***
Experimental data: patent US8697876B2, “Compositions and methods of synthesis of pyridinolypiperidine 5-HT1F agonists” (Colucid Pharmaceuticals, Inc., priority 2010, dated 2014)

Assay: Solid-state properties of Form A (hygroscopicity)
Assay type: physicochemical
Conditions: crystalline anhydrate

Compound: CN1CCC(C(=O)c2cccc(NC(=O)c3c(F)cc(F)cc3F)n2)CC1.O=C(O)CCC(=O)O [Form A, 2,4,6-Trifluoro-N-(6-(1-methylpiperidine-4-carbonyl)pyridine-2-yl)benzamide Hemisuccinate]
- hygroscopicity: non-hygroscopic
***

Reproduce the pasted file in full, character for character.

Experimental data: patent US8697876B2, “Compositions and methods of synthesis of pyridinolypiperidine 5-HT1F agonists” (Colucid Pharmaceuticals, Inc., priority 2010, dated 2014)

Assay: Solid-state properties of Form A (hygroscopicity)
Assay type: physicochemical
Conditions: crystalline anhydrate

Compound: CN1CCC(C(=O)c2cccc(NC(=O)c3c(F)cc(F)cc3F)n2)CC1.O=C(O)CCC(=O)O [Form A, 2,4,6-Trifluoro-N-(6-(1-methylpiperidine-4-carbonyl)pyridine-2-yl)benzamide Hemisuccinate]
- hygroscopicity: non-hygroscopic